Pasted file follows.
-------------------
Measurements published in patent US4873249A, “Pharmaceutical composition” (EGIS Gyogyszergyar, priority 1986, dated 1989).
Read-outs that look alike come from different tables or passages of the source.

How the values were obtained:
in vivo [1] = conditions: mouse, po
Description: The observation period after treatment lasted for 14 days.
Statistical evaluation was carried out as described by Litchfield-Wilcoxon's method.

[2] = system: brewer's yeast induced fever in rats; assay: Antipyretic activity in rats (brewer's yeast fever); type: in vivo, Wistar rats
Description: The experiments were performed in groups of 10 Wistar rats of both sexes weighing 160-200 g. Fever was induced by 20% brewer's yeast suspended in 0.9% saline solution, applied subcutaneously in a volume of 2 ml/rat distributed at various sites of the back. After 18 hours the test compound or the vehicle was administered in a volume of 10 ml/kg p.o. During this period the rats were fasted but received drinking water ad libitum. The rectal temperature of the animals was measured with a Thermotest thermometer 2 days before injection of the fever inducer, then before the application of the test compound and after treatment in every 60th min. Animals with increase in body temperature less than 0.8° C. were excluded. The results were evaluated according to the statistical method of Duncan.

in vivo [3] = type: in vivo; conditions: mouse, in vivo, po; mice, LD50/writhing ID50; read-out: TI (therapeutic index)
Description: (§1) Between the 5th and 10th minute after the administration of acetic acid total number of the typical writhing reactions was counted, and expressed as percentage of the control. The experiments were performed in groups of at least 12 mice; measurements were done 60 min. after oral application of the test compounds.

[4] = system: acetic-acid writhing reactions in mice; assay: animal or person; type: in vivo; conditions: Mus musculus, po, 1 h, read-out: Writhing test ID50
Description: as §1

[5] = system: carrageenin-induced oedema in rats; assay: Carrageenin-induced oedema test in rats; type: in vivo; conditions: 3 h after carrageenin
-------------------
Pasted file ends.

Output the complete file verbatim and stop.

Measurements published in patent US4873249A, “Pharmaceutical composition” (EGIS Gyogyszergyar, priority 1986, dated 1989).
Read-outs that look alike come from different tables or passages of the source.

How the values were obtained:
in vivo [1] = conditions: mouse, po
Description: The observation period after treatment lasted for 14 days.
Statistical evaluation was carried out as described by Litchfield-Wilcoxon's method.

[2] = system: brewer's yeast induced fever in rats; assay: Antipyretic activity in rats (brewer's yeast fever); type: in vivo, Wistar rats
Description: The experiments were performed in groups of 10 Wistar rats of both sexes weighing 160-200 g. Fever was induced by 20% brewer's yeast suspended in 0.9% saline solution, applied subcutaneously in a volume of 2 ml/rat distributed at various sites of the back. After 18 hours the test compound or the vehicle was administered in a volume of 10 ml/kg p.o. During this period the rats were fasted but received drinking water ad libitum. The rectal temperature of the animals was measured with a Thermotest thermometer 2 days before injection of the fever inducer, then before the application of the test compound and after treatment in every 60th min. Animals with increase in body temperature less than 0.8° C. were excluded. The results were evaluated according to the statistical method of Duncan.

in vivo [3] = type: in vivo; conditions: mouse, in vivo, po; mice, LD50/writhing ID50; read-out: TI (therapeutic index)
Description: (§1) Between the 5th and 10th minute after the administration of acetic acid total number of the typical writhing reactions was counted, and expressed as percentage of the control. The experiments were performed in groups of at least 12 mice; measurements were done 60 min. after oral application of the test compounds.

[4] = system: acetic-acid writhing reactions in mice; assay: animal or person; type: in vivo; conditions: Mus musculus, po, 1 h, read-out: Writhing test ID50
Description: as §1

[5] = system: carrageenin-induced oedema in rats; assay: Carrageenin-induced oedema test in rats; type: in vivo; conditions: 3 h after carrageenin